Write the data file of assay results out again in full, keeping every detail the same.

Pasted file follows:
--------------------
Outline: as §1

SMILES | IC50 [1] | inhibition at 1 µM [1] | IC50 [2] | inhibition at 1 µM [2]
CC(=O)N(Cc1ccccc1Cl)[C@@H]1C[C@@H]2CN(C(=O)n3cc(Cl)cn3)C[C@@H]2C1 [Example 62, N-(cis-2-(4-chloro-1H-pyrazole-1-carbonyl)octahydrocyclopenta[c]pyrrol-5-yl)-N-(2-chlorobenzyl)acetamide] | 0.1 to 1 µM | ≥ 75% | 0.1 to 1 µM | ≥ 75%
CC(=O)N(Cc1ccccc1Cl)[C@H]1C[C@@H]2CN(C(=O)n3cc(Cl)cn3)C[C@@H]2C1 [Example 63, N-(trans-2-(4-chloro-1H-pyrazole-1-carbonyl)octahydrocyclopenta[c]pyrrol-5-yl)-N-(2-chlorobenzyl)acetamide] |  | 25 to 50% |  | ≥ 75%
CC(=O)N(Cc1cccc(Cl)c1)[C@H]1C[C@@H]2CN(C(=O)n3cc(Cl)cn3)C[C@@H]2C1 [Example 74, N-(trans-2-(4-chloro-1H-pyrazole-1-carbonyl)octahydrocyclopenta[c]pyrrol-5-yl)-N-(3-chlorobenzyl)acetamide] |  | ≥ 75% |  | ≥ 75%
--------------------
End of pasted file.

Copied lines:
Outline: as §1

SMILES | IC50 [1] | inhibition at 1 µM [1] | IC50 [2] | inhibition at 1 µM [2]
CC(=O)N(Cc1ccccc1Cl)[C@@H]1C[C@@H]2CN(C(=O)n3cc(Cl)cn3)C[C@@H]2C1 [Example 62, N-(cis-2-(4-chloro-1H-pyrazole-1-carbonyl)octahydrocyclopenta[c]pyrrol-5-yl)-N-(2-chlorobenzyl)acetamide] | 0.1 to 1 µM | ≥ 75% | 0.1 to 1 µM | ≥ 75%
CC(=O)N(Cc1ccccc1Cl)[C@H]1C[C@@H]2CN(C(=O)n3cc(Cl)cn3)C[C@@H]2C1 [Example 63, N-(trans-2-(4-chloro-1H-pyrazole-1-carbonyl)octahydrocyclopenta[c]pyrrol-5-yl)-N-(2-chlorobenzyl)acetamide] |  | 25 to 50% |  | ≥ 75%
CC(=O)N(Cc1cccc(Cl)c1)[C@H]1C[C@@H]2CN(C(=O)n3cc(Cl)cn3)C[C@@H]2C1 [Example 74, N-(trans-2-(4-chloro-1H-pyrazole-1-carbonyl)octahydrocyclopenta[c]pyrrol-5-yl)-N-(3-chlorobenzyl)acetamide] |  | ≥ 75% |  | ≥ 75%